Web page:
The Big Night
We didn’t win the Grammy. Hilary did. Was that a let down? No. My original desire was to be published in Paper Mache, and that had happened. The rest of it was so over the top, so sort of incredible, that I had a difficult time grasping all of it. Much of the time, I felt as though I was floating in some sort of bubble, wondering how the hell I had gotten there.
I had planned a small celebration with family and friends. Not to celebrate a possible win, but just to honor getting to this undreamed of place. I had told one interviewer that we intended to have a Silly String party, the evening of the awards. When he looked at me in total confusion, I laughed and said, “I feel a need to celebrate the silly string of events and circumstances that got me into all of this.”
Having asked a few friends and my children to come over and watch the presentation that evening, I was cleaning the living room and had the television on. There was a very brief news item that told of how Hilary Clinton had won the award. I tipped my hat to her, figuratively, and went on with my cleaning.
About an hour later, the phone rang. It was another television interviewer wanting to know what my plans were for the coming evening and if I believed we might actually win. There was an apparent tone of slyness in her questions. I took a deep breath and said,
“Listen, we both know that Hilary won, and probably even deserved to do so. What is it you really want?”
After a bit of silence, she asked, “Well, how do you feel about that? I mean you must be pretty disappointed, right? You’ve already said you were planning some sort of party, will you be cancelling that?”
“No,” I responded, “I could never have dreamed of being a part of all of this in the first place, but it sure is wonderful to know that I’m in such wonderfully good company. Like I said, Hilary probably deserved it, she’s the First Lady of this country and I wish her all of the best. The party won’t be cancelled, it was meant to celebrate the experience of getting here in the first place.”
“Well,” she said, in that sly tone of voice, “I and my crew will be at your home for the party, and I have it on good word, that at least one other television crew plans on doing the same,” she named another television station.
Now, it was my turn to be quiet for a moment, “You go ahead and do whatever you like,” I said with a smile, “but you will be deeply disappointed as the party will not be here. No one will be here. Thanks for calling,” and I hung up the phone, immediately calling a friend. He was a bachelor and owned his own home on the other side of town. I explained what had just happened and asked if we could move the party to his house. He agreed without hesitation.
After making several more phone calls, giving directions for the new location, I cleaned up, grabbed the Champagne I had purchased the day before, several cans of Silly String, a box of snacks I had already prepared, I patted my Norwegian Elkhound on the head and told her to make sure no one got in (she was a particularly fierce and protective creature, but total putty for her friends), I locked up and left the house. Party Time.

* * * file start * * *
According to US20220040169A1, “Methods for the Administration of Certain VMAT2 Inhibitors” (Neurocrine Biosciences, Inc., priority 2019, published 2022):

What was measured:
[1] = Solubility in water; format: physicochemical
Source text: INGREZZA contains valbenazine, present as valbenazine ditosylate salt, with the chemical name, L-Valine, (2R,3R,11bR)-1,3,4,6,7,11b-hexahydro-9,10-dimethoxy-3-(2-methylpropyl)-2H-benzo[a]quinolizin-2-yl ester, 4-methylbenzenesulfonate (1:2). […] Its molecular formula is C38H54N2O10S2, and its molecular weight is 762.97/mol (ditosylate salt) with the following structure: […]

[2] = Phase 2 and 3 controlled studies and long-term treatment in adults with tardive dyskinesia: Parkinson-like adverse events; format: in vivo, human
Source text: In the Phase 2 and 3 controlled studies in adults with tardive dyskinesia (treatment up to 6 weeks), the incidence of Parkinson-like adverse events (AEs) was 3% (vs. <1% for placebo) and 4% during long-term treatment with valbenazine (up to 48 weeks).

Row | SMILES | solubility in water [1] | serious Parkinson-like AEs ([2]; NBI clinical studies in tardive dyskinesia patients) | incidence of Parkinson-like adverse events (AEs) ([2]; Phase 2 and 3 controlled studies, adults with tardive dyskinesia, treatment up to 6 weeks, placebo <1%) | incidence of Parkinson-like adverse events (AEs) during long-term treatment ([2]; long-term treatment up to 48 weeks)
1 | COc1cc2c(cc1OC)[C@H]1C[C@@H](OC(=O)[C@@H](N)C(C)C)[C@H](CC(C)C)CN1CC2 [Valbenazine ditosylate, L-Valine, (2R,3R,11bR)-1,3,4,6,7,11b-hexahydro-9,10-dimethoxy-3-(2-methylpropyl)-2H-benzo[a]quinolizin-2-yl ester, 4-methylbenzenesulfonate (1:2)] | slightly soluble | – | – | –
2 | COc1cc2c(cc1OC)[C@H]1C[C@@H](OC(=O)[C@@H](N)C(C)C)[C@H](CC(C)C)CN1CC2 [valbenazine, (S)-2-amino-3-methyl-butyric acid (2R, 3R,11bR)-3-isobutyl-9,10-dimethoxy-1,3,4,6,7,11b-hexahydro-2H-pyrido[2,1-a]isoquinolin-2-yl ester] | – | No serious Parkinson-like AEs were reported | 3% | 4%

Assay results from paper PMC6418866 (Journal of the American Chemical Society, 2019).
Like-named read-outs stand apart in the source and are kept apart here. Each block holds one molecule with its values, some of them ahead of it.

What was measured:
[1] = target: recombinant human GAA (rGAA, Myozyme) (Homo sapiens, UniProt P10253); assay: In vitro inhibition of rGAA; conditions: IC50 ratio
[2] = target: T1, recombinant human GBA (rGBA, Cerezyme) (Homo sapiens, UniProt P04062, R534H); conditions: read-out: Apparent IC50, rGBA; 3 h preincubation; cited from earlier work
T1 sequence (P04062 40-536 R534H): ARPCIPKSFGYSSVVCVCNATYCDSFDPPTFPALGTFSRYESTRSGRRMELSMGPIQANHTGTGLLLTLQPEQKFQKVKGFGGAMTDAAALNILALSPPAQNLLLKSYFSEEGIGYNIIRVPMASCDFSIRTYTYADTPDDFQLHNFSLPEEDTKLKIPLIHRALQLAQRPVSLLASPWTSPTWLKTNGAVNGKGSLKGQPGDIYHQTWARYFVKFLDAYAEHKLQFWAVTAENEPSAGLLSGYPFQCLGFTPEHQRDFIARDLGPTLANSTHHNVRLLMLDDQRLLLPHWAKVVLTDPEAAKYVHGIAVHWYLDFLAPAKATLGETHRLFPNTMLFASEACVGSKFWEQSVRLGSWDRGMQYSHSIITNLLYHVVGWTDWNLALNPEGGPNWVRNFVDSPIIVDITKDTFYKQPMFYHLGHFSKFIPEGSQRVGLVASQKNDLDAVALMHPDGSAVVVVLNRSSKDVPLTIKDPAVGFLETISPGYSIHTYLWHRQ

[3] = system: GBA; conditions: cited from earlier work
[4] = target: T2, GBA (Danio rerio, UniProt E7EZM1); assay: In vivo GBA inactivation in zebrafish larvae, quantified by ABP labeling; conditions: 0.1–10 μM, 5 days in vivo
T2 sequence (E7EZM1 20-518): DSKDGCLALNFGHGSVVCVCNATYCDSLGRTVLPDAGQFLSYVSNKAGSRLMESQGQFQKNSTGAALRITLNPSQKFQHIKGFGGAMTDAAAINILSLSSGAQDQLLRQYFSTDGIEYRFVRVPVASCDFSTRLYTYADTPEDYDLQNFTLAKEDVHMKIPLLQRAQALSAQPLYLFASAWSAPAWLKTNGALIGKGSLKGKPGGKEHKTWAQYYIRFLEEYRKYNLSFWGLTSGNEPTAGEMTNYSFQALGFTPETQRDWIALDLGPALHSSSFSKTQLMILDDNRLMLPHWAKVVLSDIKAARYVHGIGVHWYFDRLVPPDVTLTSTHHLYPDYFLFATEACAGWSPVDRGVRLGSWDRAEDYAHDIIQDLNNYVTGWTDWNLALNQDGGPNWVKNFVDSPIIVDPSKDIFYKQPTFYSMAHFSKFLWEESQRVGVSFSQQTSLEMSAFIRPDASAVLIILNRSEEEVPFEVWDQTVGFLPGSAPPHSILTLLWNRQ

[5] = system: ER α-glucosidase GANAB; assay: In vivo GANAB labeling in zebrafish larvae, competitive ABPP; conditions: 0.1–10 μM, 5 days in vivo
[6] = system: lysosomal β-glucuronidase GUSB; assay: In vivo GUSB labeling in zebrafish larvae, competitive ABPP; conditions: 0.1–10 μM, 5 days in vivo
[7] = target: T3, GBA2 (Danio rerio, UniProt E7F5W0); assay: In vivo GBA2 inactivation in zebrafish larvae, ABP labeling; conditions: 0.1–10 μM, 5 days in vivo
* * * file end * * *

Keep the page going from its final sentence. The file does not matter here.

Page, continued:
We gathered, about fifteen people, and sat on the floor of my friend’s living room, sipping the white wine. I had already told them the outcome, but we watched Hilary receive her award, clapping and making jokes about the good company I was keeping. Someone said, “Silly String?” My friend said, “Outside.”
For those of you who might not know what Silly String is, it is an artificial cream-based confetti substance that comes in an aerosol can. You shake the can vigorously, then press the spray button, and a stream of colorful string shoots out. It is meant for children to play with and dissolves and is washed away with water. It will dry and become hard if allowed to remain for too long a time, but because it is string, it crumbles easily and can be swept away.
We ran around the backyard, spraying one another for a few minutes, hollering, laughing and totally enjoying the moment. Then everyone circled around me and aimed the cans and sprayed me from head to toe, while I laughed and tried very hard to remember to keep my mouth closed. The stuff doesn’t taste all that good. By the time they had emptied all of the cans, I was completely covered from head to toe and looked, they said, like a short round Christmas tree, decorated in neon green and hot pink tinsel.
I brushed most of it off, we all got in our vehicles and went home. The next evening, I watched the news cast. At the end of it, the two anchor people, quietly discussed the Grammy Awards and their outcome. The male anchor said, “Well, our local poet, Elizabeth Crawford didn’t win, but knowing that she was in the same category as the First Lady has to mean something extremely special, a story to be told, again and again.”
His co-host smiled and said, “I hope Elizabeth had her Silly String party, she certainly deserved it.” He looked at the camera and said, “Just think about that for a moment, total anonymity to a Grammy Nomination with one poem. Now that’s a good story.” The program ended with a picture of the Anthology opened to my poem, and a voice over of me reading it softly. A very deeply satisfying conclusion, but not quite the end of the story.
(to be continued…)
Linked to Carry On Tuesday writing prompt: But that is the beginning of a new story.*
*End of Crime and Punishment